By Tim Scallon, MS RDN LD
Registered Dietitian Nutritionist
As we prepare once again for that brief moment of visitation by the grand old elf, it is ever so pressing that we attend to every detail in order to show our undying gratitude to the one who makes our Christmas jolly. All through the year, he and his associates have labored to bring to the world good cheer and of course those tokens of his dear affection, the gifts under the tree. And as many of you know, his labors are not without cost. To make such a journey all in one night must leave our dear friend fatigued and famished. And so let us prepare for him. In addition to our selfless giving and little acts of kindness that we do to emulate the source of all goodness, let us prepare a small token of our appreciation to the jolly one and leave them on the counter for his refreshment and good cheer on the night before Christmas.
I am one of those who finds little desire for sweets. Cakes, pies, candies, ice cream, I could live the rest of my life and never miss any of them. However, I do here confess that I have always been a cookie monster. A few years ago, Kathy, a true connoisseur of sweets, asked me for my preference in cookies. For me there has always been only one answer to that question, chocolate chip, of course. And over the years I have refined my taste to oatmeal chocolate chip. You know, in the store you can find chocolate chip cookies and oatmeal cookies but it is rare to find them combined. And this I happened to relate to Kathy. Thereupon, she commenced developing her own recipe for oatmeal chocolate chip cookies. She worked for months reviewing recipes, testing various ingredients, and honing every aspect of the perfect cookie. Kathy is one with a very focused mind and when she sets upon an objective, she doesn’t relent until she has achieved perfection.
I have had the pleasure on a few occasions to be a judge of cooking competitions. As such, one learns to evaluate the product on several criteria for example, aroma, texture, appearance, taste, temperature, etc. When applying these skills to the elevated task of tasting Kathy’s cookies, it became immediately apparent that she had produced a superior confection.
Kathy’s cookies show excellent balance of flavors, sweet but not too sweet. Dark chocolate chips provide a depth of flavor to the sweetened cookie dough. The cranberries bring a tartness that balances well the sweet of the cookie. Butter is a key ingredient in cookies and one that will distinguish any recipe from cookies bought in the store. Cinnamon and vanilla lend background flavors. The texture of the oats marries well with the soft chocolate chips and the chewy cranberries. The pecans add yet another texture and subtle flavor to the mix. And when prepared by her detailed directions the cookies are soft yet hold their shape well. While cookies are not usually a place that we look for health, this recipe includes several ingredients that have health promoting benefits such as whole oats, cranberries, cinnamon, pecans and dark chocolate. As with any food we enjoy, a disclaimer is in order. Eating too many cookies will limit your ability to maintain a desirable weight.
It is a fact that I have since told many people that these cookies will change your life. And on this momentous occasion Kathy has graciously consented to my sharing with you her recipe, a crowning achievement of her focused labors. Dear Santa will be most impressed. I swear I think she is genetically related to Mrs. Claus in the effort that she puts into caring for this old elf. Merry Christmas!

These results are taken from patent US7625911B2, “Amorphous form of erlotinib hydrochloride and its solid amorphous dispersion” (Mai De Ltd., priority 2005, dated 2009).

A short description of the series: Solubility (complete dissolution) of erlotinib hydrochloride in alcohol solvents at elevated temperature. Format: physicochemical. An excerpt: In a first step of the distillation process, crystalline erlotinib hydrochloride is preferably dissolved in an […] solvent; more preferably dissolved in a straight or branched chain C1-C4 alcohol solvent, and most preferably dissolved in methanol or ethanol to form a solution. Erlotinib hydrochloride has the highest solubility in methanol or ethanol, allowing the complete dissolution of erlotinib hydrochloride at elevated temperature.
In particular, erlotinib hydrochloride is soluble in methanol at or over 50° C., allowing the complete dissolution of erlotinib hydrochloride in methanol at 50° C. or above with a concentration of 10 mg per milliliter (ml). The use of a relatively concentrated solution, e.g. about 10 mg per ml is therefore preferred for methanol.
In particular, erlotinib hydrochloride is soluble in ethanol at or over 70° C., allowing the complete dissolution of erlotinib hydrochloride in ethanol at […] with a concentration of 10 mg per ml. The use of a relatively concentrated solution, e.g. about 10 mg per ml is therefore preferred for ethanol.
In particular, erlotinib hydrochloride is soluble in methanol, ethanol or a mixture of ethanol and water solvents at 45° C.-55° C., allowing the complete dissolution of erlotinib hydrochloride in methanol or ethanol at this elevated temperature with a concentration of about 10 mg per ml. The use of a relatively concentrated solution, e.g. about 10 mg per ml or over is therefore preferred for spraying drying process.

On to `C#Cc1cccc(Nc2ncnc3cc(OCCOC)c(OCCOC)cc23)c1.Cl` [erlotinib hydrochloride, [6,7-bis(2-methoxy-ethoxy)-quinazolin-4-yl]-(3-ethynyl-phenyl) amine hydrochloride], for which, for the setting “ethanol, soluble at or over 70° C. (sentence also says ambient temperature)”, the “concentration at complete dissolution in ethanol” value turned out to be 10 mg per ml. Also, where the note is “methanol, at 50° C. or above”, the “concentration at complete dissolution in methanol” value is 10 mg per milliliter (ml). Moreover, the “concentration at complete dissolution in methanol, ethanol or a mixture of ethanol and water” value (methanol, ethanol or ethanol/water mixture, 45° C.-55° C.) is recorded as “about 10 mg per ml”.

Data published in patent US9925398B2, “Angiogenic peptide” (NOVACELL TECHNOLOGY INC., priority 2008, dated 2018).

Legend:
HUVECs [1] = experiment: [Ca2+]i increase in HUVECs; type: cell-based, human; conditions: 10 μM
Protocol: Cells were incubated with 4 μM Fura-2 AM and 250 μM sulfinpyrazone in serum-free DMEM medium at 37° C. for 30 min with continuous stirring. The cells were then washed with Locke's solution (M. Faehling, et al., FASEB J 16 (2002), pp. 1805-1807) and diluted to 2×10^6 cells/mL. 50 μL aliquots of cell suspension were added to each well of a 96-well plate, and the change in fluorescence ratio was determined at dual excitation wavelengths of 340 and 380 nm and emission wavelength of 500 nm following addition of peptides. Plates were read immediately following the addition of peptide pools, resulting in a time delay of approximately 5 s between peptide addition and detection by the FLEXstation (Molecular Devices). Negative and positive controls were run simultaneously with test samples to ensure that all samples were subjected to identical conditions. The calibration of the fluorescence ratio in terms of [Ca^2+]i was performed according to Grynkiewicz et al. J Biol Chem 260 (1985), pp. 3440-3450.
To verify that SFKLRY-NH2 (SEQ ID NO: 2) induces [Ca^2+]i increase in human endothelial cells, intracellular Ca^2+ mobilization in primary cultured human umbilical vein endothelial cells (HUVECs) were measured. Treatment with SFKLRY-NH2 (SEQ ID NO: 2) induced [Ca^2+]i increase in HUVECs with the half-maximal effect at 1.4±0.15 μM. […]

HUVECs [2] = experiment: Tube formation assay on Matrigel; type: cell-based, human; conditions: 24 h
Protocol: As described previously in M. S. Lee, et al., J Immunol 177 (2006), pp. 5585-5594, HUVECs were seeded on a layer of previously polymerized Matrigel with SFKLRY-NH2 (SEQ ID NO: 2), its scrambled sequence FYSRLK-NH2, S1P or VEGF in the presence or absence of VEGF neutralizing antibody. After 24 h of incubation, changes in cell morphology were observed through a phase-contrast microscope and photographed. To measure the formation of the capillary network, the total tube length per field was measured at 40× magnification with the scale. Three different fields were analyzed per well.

Tim Scallon is a registered dietitian nutritionist with years of experience practicing nutrition therapy in local hospitals and clinics, teaching nutrition and developing healthy recipes. He is a Nacogdoches resident and he helped create the popular TV show Memorial Cooking Innovations celebrating the world of food and health. Memorial Cooking Innovations has featured in 62 cities and is locally available on Sudden Link cable channel 2 in Nacogdoches.
Oatmeal Cranberry Chocolate Chip Cookies
Developed by Kathy Griffin
Makes about 36 cookies or 18 servings
Serving Size: 2 cookies
1 cup flour
1 teaspoon cinnamon
½ teaspoon baking powder
½ teaspoon baking soda
½ teaspoon salt
1 stick butter, softened to room temp (~ 65 F)
½ cup light brown sugar, packed
½ cup sugar
1 egg, room temperature
½ teaspoon vanilla extract
1 1/3 cups old fashion oats
½ cup dried cranberries
½ cup chopped pecans
1 cup Ghirardelli dark chocolate chips
•Preheat oven to 350 degrees.
•In a medium bowl combine the flour, cinnamon, baking powder, baking soda, and salt. In a large mixing bowl, using an electric mixer, cream the butter and sugars together until light and fluffy, ~ 1 min. Scrape the bowl and beaters once during the creaming. Add the egg and vanilla and beat until smooth. Scrape once during the beating. With the mixer running, gradually add the flour mixture until well blended. Then with a spoon stir in the oats, cranberries, pecans and chocolate chips. Mix until just incorporated (dough will be stiff). Refrigerate the dough before baking.
•Place tablespoons of dough on a baking sheet spaced 2 inches apart. Gently shape them into round balls. Keep the dough in the refrigerator between baking batches. Cooled cookie dough holds its shape better while baking.
•Bake at 350 degrees for 15 min. Allow to cool.
These cookies are so good, you might want to make a double batch and freeze half of the dough to bake later.
Exchanges per serving: 2 Carb Choices, 2 Fats
Nutrients per serving: Calories: 233,Calories from fat: 99, Total Fat: 11g, Cholesterol: 23mg, Sodium: 146g, Total Carbohydrate: 32g, Dietary Fiber: 2g, Protein: 4g